Are You Kidding Me? Strangest Helpdesk Requests
"Can you help me fix my toilet?" Believe it or not, the person who asked this question was calling his company's IT help desk, not the plumber. This is just one of the unusual requests CIOs said they or their support staff have received, according to a new Robert Half Technology survey.
These types of inquiries aren't all that bizarre for help desk professionals, and they demonstrate it often takes patience as well as technical know-how to assist colleagues at work.
The survey was developed by Robert Half Technology, a provider of IT professionals on a project and full-time basis. It was conducted by an independent research firm and is based on telephone interviews with more than 1,400 CIOs from companies across the United States with 100 or more employees.
CIOs were asked, "What is the strangest or most unusual request you or a member of your help desk or technical support team has ever received?" Their responses included:
• "How do I clean cat hair out of my computer fan?"
• "How do I remove a sesame seed from the keyboard?"
• "I need help drilling holes in the wall."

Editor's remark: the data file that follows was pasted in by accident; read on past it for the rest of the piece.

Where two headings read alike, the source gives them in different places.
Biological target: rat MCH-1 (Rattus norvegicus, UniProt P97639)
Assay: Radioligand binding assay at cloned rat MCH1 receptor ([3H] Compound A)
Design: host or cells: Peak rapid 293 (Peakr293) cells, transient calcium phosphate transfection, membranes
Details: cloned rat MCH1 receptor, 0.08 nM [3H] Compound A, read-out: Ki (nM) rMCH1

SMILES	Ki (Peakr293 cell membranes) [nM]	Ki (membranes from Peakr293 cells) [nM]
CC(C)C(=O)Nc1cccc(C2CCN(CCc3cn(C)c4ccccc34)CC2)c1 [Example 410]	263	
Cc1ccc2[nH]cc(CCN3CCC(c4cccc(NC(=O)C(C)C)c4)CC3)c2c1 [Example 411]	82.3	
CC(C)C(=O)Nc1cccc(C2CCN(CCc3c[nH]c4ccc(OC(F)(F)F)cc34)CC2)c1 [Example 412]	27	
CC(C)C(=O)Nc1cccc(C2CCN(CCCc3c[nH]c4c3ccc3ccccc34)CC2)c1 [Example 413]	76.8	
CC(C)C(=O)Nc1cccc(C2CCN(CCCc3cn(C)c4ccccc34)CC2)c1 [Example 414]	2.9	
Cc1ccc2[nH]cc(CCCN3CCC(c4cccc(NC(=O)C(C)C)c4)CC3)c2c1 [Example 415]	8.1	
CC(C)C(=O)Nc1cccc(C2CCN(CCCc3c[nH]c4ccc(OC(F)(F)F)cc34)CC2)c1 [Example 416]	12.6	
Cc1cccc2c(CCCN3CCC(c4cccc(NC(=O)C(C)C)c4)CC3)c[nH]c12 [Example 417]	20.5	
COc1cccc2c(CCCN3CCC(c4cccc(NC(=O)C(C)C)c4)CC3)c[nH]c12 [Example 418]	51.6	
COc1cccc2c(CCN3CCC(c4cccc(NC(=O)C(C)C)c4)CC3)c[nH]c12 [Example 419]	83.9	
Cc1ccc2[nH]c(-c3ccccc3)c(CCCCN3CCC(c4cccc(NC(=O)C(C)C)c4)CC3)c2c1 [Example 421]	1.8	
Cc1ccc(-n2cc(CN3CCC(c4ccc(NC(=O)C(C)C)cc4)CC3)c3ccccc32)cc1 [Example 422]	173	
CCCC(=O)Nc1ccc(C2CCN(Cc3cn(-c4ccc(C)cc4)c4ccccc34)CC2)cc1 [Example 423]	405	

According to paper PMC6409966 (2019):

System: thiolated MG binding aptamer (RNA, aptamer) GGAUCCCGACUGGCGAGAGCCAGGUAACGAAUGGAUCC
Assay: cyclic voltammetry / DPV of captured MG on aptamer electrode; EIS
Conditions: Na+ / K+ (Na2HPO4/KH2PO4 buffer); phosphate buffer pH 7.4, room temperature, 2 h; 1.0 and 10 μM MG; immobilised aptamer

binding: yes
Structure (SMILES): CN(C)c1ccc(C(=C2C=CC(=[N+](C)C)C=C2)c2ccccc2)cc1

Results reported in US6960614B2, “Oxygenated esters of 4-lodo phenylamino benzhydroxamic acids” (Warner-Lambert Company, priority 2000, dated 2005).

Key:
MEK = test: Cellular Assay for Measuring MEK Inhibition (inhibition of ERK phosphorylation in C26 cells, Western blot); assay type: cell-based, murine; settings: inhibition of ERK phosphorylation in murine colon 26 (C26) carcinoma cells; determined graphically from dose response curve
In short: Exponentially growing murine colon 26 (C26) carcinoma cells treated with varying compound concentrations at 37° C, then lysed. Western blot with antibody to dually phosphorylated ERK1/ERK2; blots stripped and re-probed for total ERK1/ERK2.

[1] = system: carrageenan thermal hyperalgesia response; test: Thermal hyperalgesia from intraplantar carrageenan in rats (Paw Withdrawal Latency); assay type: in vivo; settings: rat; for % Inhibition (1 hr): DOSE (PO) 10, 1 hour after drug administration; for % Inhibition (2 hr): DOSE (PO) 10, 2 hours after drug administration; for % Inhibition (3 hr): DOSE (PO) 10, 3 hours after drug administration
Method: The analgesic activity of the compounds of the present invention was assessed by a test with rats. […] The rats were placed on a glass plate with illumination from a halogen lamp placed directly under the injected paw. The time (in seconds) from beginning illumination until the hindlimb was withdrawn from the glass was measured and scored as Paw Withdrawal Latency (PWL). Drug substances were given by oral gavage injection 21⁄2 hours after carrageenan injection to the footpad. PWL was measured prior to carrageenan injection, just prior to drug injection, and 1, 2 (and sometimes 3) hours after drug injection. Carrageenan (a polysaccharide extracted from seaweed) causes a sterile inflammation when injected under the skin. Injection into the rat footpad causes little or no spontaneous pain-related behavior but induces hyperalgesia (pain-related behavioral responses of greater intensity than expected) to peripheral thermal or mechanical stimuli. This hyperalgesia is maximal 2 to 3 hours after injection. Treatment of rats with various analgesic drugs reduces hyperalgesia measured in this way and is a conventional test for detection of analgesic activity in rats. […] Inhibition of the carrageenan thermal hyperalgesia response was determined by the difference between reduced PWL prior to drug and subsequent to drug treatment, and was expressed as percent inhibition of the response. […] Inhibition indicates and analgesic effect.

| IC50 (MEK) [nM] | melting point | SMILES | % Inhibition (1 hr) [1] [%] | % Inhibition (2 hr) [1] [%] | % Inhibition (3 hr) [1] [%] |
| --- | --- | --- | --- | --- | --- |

• "Can you come over and plug in this cord for me?"
• "I need you to install a video monitoring system."
• "Can I turn on the coffee pot with my computer?"
• "I dropped my phone in the toilet. What should I do?"
• "I want to download software to change an audio file to video."
• "How do I pirate software?"
Help desk professionals are known for lending a hand even if a request falls outside their job description, but these employees took the concept too far:
• "We need you to fix the microwave in the lunchroom."
• "Can you recommend a good dry cleaner?"
• "Can you help me fix my chair?"
• "Can you help us get money out of the vending machine?"
• "I can't find my packages online! Can you help me?"
• "Can you help me fix my toilet?"
• "My car's cup holder is broken. Can you fix it?"
• "Can you help me repair a washing machine?"
• "Where can I find a video of Elvis Presley online?"
Help desk professionals are willing to answer just about any technical question, but some end users may want to enroll in a "Computer 101" course:
• "I'd like to download the entire Internet so I can take it with me."
• "How do I start the Internet?"
• "Will you show me how to use the mouse?"
• "My computer won't turn on or off." (The computer was unplugged.)
• "How do I send an email?"
• "How do I click on different files?"
"Beyond their entertainment value, these unusual requests demonstrate the strong customer service skills necessary to work in the help desk and technical support fields," said John Reed, executive director of Robert Half Technology. "The best IT professionals are composed and empathetic — and, of course, have a good sense of humor."
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